(b) a component consisting of at least one curable brominated epoxy resin; optionally
(c) a component consisting of at least one curable non-brominated epoxy resin; and/or optionally
(d) a curing agent for epoxy resins.
Compounds containing 1-oxa-3-aza tetraline groups and their prepolymers (hereafter jointly called "oxazene resins" by convenience) are known, for example from the publications CH-A5-574,978, CH-A5-579,113 and CH-A5-606,169.
The compounds containing 1-oxa-3-aza tetraline groups of component (a) are obtained, for example, from phenols by reaction with formaldehyde and an amine, approximately according to formula (A): ##STR1##
For example, R is hydrogen, halogen, alkyl or alkoxy, and R' is an aliphatic or aromatic group.
However, the compounds containing 1-oxa-3-aza tetraline groups of component (a) can also be prepared by other methods resulting into similar products.
In contrast to other known condensation reactions of phenols, amines and formaldehyde, in the reaction outlined above phenolic OH-groups are consumed. It is thereby possible, according to the formula (A) hereinabove, to determine the amount of the synthesized 1-oxa-3-aza tetraline groups from the analytic determination of the said OH-groups in the reaction mixture.
Prepolymers of 1-oxa-3-aza tetraline groups containing compounds are also useful for preparing said oxazene resins. Since some of the 1-oxa-3-aza tetraline groups may react during polymerization, these prepolymers may contain a smaller number of said 1-oxa-3-aza tetraline groups than provided by the monomers used to form such prepolymers. However, it is essential that the intermediately formed or hypothetic monomer reaction product does in fact contain 1-oxa-3-aza tetraline groups. This can easily be calculated by a person skilled in the art from the functionality. An 1-oxa-3-aza tetraline compound, or its prepolymer, useful in accordance with the present invention for example, formed if the molar ratio is kept within the limits defined in the above-mentioned publication CH-A5-606,169.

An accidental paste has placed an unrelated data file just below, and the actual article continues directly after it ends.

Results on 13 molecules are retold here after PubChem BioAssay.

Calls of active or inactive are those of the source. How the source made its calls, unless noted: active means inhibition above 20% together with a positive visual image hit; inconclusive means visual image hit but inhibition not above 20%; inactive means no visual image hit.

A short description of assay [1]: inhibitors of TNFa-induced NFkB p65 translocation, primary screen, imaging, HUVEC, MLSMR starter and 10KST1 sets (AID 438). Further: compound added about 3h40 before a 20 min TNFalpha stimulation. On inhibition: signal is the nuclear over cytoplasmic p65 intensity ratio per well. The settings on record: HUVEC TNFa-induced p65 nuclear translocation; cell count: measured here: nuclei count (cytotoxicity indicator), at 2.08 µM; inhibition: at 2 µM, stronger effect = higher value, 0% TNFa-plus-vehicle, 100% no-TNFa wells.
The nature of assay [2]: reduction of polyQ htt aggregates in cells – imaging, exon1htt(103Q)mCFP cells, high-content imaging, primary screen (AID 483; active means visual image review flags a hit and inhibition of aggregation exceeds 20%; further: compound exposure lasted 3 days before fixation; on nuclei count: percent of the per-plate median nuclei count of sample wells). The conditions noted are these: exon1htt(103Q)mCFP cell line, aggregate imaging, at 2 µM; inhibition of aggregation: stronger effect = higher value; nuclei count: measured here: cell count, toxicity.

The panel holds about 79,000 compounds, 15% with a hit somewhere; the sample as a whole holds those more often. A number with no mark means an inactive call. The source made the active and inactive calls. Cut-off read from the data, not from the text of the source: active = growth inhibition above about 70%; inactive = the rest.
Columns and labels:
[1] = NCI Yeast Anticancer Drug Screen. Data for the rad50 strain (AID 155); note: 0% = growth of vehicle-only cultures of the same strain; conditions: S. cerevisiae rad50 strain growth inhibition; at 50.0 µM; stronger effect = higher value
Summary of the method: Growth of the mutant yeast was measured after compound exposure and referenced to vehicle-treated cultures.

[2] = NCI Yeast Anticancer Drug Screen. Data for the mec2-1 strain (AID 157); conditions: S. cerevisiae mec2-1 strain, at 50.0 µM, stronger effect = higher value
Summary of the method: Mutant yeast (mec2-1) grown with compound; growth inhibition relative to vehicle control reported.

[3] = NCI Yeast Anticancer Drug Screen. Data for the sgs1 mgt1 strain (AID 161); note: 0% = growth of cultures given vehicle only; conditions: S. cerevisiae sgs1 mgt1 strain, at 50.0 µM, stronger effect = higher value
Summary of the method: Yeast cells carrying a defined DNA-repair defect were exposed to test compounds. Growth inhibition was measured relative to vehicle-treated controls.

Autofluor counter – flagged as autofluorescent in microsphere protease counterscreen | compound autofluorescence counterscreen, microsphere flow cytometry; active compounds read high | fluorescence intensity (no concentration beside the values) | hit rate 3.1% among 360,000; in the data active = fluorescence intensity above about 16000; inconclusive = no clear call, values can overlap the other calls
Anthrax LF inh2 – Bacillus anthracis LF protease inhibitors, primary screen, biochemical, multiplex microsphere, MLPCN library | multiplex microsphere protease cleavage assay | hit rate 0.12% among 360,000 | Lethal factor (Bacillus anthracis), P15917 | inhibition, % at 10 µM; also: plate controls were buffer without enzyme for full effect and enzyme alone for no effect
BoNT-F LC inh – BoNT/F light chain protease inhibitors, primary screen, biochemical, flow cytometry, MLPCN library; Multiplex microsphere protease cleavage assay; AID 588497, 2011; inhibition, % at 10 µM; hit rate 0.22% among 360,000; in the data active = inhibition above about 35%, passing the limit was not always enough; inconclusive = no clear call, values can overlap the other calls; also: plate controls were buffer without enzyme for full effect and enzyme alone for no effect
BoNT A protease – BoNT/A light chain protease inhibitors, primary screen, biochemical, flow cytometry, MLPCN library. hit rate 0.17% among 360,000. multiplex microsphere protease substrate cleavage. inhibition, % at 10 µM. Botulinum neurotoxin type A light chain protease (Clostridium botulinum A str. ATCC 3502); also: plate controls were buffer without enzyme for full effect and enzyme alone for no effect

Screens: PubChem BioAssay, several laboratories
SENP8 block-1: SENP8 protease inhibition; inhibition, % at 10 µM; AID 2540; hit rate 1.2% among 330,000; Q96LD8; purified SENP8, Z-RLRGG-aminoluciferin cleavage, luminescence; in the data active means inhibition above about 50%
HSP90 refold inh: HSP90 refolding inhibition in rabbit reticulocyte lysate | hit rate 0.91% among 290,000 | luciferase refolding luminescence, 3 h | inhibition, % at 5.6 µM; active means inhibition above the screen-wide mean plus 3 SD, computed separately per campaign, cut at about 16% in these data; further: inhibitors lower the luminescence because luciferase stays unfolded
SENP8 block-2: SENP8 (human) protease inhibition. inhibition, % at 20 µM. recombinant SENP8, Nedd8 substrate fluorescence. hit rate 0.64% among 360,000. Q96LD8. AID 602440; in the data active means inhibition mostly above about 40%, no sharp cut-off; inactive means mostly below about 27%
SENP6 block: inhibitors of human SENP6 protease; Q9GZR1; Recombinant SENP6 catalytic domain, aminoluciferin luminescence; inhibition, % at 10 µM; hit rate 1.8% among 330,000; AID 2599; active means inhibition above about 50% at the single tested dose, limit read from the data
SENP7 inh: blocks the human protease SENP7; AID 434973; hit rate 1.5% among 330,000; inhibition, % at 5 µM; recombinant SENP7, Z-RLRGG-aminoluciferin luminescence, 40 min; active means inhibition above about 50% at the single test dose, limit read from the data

Phenol or phenol derivatives as well as amines and formaldehyde are used as starting or basic materials for preparing the oxazene resin.
Preferably, for the present invention, 1-oxa-3-aza tetraline groups containing compounds are used which are formally derived from a phenol and an amine, one of said components being more than monofunctional.
Examples of phenols which can be used are:
Monovalent phenols, such as phenol, m- and p-cresol, m- and p-ethyl phenol, m- and p-isopropyl phenol, m- and p-isopropyloxy phenol, m- and p-chloro phenol, and beta-naphthol. Para- and meta-substituted phenols are preferred, since they do not include any blocked reactive positions. Also preferred are the phenols which are not alkyl substituted and not alkyloxy substituted, respectively.
Bivalent phenols, such as 4,4'-dihydroxydiphenyl methane, 3,3'-dihydroxydiphenyl methane, 2,2'-bis-(4-hydroxyphenyl) propane, 4,4'-dihydroxy stilbene, hydroquinone, and resorcin.
Low-condensed phenolic formaldehyde novolak resins, eventually mixed with a phenol.
Examples of amines which are particularly useful are:
Aniline, phenylene diamine, benzidine, diaminodiphenyl methane, 2,2'-bis-(aminophenyl) propane, cyclohexylamine, ethylenediamine and propylenediamine, in particular p-phenylenediamine and 4,4'-diaminodiphenyl methane, aromatic amines being preferred.
Also particularly useful are 1-oxa-3-aza tetraline compounds which are derived from a novolak and an aromatic amine, preferably from a novolak having a degree of polymerization of about 2 and of aniline, or from phenol and an aromatic diamine.
Preferably, the second component (b) comprises or consists of:
one or several glycidyl ethers of brominated phenols, in particular polyvalent phenols;
one or several glycidyl ethers of condensation products of brominated phenols with aldehydes or ketones; or
one or several glycidyl ethers of brominated novolaks.
Particularly useful are the glycidyl ethers of brominated bisphenol A or of brominated bisphenol F, in particular tetrabromo bisphenol A or tetrabromo bisphenol F, as well as brominated novolaks.
Brominated epoxy resins are known and commercially available. Exemples of suitable resins: